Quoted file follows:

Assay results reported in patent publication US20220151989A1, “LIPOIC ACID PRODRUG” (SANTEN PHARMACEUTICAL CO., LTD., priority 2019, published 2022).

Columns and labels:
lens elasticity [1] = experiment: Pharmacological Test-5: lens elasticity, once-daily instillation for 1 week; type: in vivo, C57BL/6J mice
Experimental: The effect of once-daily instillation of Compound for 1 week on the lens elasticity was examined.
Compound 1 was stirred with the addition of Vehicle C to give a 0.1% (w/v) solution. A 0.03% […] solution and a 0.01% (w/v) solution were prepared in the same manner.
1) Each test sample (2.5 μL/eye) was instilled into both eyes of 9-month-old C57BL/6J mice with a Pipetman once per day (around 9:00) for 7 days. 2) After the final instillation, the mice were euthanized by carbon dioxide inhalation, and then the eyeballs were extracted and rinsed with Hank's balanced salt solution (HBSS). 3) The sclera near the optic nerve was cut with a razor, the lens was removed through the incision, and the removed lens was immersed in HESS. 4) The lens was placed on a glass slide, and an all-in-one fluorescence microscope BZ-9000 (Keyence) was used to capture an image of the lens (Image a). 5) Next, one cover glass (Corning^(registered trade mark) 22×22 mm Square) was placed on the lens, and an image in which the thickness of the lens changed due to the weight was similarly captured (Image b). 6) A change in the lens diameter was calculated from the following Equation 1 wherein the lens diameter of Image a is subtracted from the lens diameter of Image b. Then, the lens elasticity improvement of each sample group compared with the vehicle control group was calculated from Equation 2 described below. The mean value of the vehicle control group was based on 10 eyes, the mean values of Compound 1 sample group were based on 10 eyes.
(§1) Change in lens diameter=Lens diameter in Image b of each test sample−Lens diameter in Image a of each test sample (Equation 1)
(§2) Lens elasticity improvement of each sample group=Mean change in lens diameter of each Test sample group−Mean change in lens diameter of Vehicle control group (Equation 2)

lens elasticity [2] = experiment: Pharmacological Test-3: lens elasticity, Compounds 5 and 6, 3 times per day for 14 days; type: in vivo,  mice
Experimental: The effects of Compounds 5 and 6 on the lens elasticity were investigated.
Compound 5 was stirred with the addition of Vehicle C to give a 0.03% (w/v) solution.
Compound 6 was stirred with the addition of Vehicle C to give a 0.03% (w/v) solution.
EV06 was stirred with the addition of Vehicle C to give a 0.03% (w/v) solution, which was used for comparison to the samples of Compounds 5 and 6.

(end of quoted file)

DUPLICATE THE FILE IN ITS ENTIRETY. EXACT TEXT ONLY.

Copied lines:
Assay results reported in patent publication US20220151989A1, “LIPOIC ACID PRODRUG” (SANTEN PHARMACEUTICAL CO., LTD., priority 2019, published 2022).

Columns and labels:
lens elasticity [1] = experiment: Pharmacological Test-5: lens elasticity, once-daily instillation for 1 week; type: in vivo, C57BL/6J mice
Experimental: The effect of once-daily instillation of Compound for 1 week on the lens elasticity was examined.
Compound 1 was stirred with the addition of Vehicle C to give a 0.1% (w/v) solution. A 0.03% […] solution and a 0.01% (w/v) solution were prepared in the same manner.
1) Each test sample (2.5 μL/eye) was instilled into both eyes of 9-month-old C57BL/6J mice with a Pipetman once per day (around 9:00) for 7 days. 2) After the final instillation, the mice were euthanized by carbon dioxide inhalation, and then the eyeballs were extracted and rinsed with Hank's balanced salt solution (HBSS). 3) The sclera near the optic nerve was cut with a razor, the lens was removed through the incision, and the removed lens was immersed in HESS. 4) The lens was placed on a glass slide, and an all-in-one fluorescence microscope BZ-9000 (Keyence) was used to capture an image of the lens (Image a). 5) Next, one cover glass (Corning^(registered trade mark) 22×22 mm Square) was placed on the lens, and an image in which the thickness of the lens changed due to the weight was similarly captured (Image b). 6) A change in the lens diameter was calculated from the following Equation 1 wherein the lens diameter of Image a is subtracted from the lens diameter of Image b. Then, the lens elasticity improvement of each sample group compared with the vehicle control group was calculated from Equation 2 described below. The mean value of the vehicle control group was based on 10 eyes, the mean values of Compound 1 sample group were based on 10 eyes.
(§1) Change in lens diameter=Lens diameter in Image b of each test sample−Lens diameter in Image a of each test sample (Equation 1)
(§2) Lens elasticity improvement of each sample group=Mean change in lens diameter of each Test sample group−Mean change in lens diameter of Vehicle control group (Equation 2)

lens elasticity [2] = experiment: Pharmacological Test-3: lens elasticity, Compounds 5 and 6, 3 times per day for 14 days; type: in vivo,  mice
Experimental: The effects of Compounds 5 and 6 on the lens elasticity were investigated.
Compound 5 was stirred with the addition of Vehicle C to give a 0.03% (w/v) solution.
Compound 6 was stirred with the addition of Vehicle C to give a 0.03% (w/v) solution.
EV06 was stirred with the addition of Vehicle C to give a 0.03% (w/v) solution, which was used for comparison to the samples of Compounds 5 and 6.